Are you thinking about starting a podcast?
In this episode of The Explore Inspired Show, I break down the process of launching The Stokecast. It took Emily and I MONTHS of research to figure out the gear, the recording process, hosting, distribution, promotion, etc. and I’m clueing you into everything we decided to use and do.
In sharing our experience, I hope to make it a little easier for you to get a new podcast up and running. Or maybe you just wanted a behind the scenes look at how we’re doing it, and that’s cool too!
Starting Your Podcast – Process & Resources:
About Your Show
So, what’s it about!? Take the time to brainstorm a few possible titles, create some cover art, write out your intro script and your tweet length tagline. What do you have and what do you need to get this off the ground? Who is your audience and what type of people are you interviewing? What’s your timeline to launch and publishing schedule after that?
These are all important questions to have answered early, and for The Stokecast, we used (and still us) Trello.
Some resources that helped us as we navigated the process –
Equipment & Recording
Think about the time you tried a new podcast, but the recording quality was just crap. Did you stick around? Probably not. For interviews, a reliable internet connection is HUGE. And for every aspect of your podcast, skimping on audio quality and production value is disastrous to your potential growth.
Sometimes your phone may work just fine. But if you’re taking this podcast venture seriously, invest in the proper setup. The microphones I mention in the show are:
- Blue Yeticaster (what we use primarily) $200
- Blue Snowflake USB Microphone (nice travel mic) $60
- Zoom H4N Digital Recorder (for on-the-go without computer) $200
- Shure SM7B Dynamic Microphone (what I want!) $400
Now beyond your mic setup, where will you conduct the recordings? Whether you have a straight audio podcast, or are going to use video from a chat too, Skype is by far the easiest option. But you will need the Call Recorder for Skype by ECAMM. Download the full version for $40, install in less than 5 minutes, and you’re off to the races.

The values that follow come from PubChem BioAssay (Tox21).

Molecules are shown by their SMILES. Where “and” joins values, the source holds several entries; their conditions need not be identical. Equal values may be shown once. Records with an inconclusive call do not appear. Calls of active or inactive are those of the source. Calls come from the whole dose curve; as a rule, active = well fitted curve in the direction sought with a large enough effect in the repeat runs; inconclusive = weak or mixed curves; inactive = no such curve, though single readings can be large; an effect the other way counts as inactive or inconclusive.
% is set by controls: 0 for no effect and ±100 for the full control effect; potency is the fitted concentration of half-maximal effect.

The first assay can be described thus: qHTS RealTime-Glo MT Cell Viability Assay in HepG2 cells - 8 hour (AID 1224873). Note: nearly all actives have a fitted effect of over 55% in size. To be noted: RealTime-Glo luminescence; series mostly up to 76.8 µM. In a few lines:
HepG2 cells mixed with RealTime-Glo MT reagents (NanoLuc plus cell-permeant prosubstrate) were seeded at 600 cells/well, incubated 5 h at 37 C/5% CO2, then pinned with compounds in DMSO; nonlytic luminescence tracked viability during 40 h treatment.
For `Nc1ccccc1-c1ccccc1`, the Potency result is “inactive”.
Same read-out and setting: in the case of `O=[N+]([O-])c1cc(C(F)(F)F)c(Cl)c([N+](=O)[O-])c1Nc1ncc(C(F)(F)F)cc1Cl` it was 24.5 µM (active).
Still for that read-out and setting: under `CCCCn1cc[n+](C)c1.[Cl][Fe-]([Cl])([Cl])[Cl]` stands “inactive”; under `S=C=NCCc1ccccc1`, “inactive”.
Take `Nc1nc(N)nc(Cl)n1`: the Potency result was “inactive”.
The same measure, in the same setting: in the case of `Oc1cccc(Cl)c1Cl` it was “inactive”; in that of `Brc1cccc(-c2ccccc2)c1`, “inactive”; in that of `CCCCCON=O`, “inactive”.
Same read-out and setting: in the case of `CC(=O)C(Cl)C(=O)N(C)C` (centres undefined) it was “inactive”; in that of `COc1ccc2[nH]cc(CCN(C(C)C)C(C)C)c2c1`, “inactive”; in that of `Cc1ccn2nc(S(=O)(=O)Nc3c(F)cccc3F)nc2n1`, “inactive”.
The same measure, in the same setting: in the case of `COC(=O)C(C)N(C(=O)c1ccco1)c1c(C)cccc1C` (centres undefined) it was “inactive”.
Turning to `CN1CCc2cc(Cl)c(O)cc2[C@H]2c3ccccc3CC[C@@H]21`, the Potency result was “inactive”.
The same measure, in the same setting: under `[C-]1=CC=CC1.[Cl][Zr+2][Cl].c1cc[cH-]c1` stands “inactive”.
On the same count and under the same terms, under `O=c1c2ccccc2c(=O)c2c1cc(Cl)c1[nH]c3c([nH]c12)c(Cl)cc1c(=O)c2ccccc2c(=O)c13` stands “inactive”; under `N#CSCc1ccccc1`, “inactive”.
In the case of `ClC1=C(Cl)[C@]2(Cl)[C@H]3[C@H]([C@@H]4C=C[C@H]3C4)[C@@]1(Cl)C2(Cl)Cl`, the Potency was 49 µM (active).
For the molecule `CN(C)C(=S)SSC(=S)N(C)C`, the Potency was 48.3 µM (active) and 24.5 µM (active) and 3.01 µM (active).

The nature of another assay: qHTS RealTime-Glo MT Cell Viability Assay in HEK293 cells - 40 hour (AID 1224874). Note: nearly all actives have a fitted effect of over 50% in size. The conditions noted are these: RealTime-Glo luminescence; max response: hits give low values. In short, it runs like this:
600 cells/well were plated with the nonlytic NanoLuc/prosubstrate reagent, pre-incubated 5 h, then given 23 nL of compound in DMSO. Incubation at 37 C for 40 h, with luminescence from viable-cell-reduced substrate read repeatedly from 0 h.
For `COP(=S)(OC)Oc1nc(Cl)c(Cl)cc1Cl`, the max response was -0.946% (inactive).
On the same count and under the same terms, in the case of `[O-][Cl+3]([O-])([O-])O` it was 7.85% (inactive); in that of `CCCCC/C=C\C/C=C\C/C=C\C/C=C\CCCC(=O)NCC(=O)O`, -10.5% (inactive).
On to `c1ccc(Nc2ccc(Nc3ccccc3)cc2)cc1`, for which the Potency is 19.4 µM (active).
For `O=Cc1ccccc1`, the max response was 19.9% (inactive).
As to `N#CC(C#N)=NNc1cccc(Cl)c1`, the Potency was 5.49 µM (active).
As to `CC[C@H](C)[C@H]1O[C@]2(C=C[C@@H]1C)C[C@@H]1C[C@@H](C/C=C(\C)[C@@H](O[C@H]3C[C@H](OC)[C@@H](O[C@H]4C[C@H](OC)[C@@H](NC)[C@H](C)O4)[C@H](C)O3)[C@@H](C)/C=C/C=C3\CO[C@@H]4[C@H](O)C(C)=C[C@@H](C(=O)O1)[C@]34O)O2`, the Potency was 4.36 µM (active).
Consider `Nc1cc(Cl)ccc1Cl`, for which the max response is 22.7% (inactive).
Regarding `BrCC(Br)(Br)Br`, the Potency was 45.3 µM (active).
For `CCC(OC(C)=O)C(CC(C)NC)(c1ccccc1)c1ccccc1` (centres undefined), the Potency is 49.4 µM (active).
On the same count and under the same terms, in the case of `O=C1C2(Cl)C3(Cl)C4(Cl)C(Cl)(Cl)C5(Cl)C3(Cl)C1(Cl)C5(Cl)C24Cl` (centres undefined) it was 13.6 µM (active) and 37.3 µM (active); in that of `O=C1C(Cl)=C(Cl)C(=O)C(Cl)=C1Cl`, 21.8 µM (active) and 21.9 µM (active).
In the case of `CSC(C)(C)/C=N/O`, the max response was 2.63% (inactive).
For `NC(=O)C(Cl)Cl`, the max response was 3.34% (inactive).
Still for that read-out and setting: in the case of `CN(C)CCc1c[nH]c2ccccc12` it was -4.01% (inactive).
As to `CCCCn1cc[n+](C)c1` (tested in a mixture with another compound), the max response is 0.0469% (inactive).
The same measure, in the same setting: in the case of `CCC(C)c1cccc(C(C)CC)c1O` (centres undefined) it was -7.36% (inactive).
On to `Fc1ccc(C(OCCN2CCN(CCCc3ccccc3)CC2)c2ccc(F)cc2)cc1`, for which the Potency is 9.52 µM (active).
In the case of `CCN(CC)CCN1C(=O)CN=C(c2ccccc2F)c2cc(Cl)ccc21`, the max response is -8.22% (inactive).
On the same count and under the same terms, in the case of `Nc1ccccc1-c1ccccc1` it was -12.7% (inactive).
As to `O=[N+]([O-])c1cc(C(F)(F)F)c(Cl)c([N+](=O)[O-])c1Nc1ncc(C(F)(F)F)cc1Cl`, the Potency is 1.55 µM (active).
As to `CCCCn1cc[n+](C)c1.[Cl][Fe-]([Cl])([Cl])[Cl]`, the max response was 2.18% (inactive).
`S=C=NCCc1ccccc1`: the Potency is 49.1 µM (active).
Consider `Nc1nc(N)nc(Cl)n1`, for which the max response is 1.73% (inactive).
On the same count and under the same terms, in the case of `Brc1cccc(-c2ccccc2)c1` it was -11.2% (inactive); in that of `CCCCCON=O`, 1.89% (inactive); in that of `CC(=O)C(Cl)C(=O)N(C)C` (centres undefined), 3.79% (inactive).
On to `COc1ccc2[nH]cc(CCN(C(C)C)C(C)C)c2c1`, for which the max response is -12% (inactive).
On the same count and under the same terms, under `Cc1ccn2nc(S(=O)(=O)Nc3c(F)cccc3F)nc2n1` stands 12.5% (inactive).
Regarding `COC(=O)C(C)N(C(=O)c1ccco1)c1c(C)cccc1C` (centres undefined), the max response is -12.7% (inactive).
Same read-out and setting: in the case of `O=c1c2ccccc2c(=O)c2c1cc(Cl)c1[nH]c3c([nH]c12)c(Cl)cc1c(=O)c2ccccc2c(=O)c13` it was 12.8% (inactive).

After you successfully conduct and record an interview on Skype, you’ll need to edit your show. You could use a free program like Garage Band and that would work fine. Since I already have access to the Adobe Creative Cloud, I use Adobe Audition to edit audio.
Audition is far more powerful than Garage Band, but it comes with a cost. By itself, Audition is $20.99/month and the whole Adobe Creative Cloud suite is $52.99/month.
Whatever you use for editing, you’re going want to more than just stitch together some words. Make an intro! Make an outro! Inject some life into your episode! For that, you’ll need music. And for music, I go to Soundstripe.
Soundstripe is $135/year for unlimited royalty free music for your podcast or video projects. And the music selection is stellar. I use it for almost every video you see on Explore Inspired.
And with that, you’ve got a great recording setup, professional sounding audio, a nicely formatted show with intro music unique to you, and you’re ready to start into actually busting out episodes!
Interviews & Outreach
This one is easy. Just build out a column of your interview targets on Trello, and start knocking out e-mails and DM’s every morning! Never hesitate to ask. You’ll be surprised who says YES!
Pro tip: If you’re having trouble finding someone’s email, try Voila Norbert.
There are a ton of places you can host and distribute a podcast. A lot of people use Libsyn. A lot of people use Soundcloud. Audioboom looks cool too. We netted out on using Anchor.fm to host our podcast and through Anchor, The Stokecast is distributed to all major podcast outlets. It’s a super simple interface to use and works like magic.
Once an episode is hosted and released through Anchor.fm, I grab the episode feed and put it on Explore Inspired as a blog post with all the show notes. And to do that, I use the Smart Podcast Player plugin.
Lastly, each episode gets published as a video (we just overlay the audio onto a promotional graphic) to YouTube, for SEO purposes and more discoverability.
Buffer wrote a really great, comprehensive post on how to promote a podcast and I recommend you check that out. As soon as each episode is live, our tactics were and are as follows:
- Post episode on Explore Inspired
- Email our feature guest with links to the show on iTunes, Spotfity, the Explore Inspired show notes page, and YouTube. We also send them promotional graphics sized and ready for Facebook and Instagram promotion and invite them to help share the stoke!
- Side note: all of these graphics and audiograms are created by Shaina and the team at PodcastMemes.com – Use the code “EXPLORE20” for 20% off
- Send an email newsletter – for which I use Seva (formerly ConvertKit) – to the Explore Inspired community about the new episode
- Post short episode teaser videos to Facebook and IGTV, over 2-3 days
- Tweet 3x/day
- 2 Facebook page posts per day, also shared to our personal pages
- 1 Instagram post to @exploreinspired
- TONS of Instastories
- Word of mouth!
- Facebook Ads
We’re not there quite yet, but as you start thinking about monetizing your podcast, here are some really helpful posts to read –
- Podcast Sponsorships by EOFire
- How To Get Your First Podcast Sponsor by ProBlogger
- Podcast Ad Potential Calculator by MidRoll
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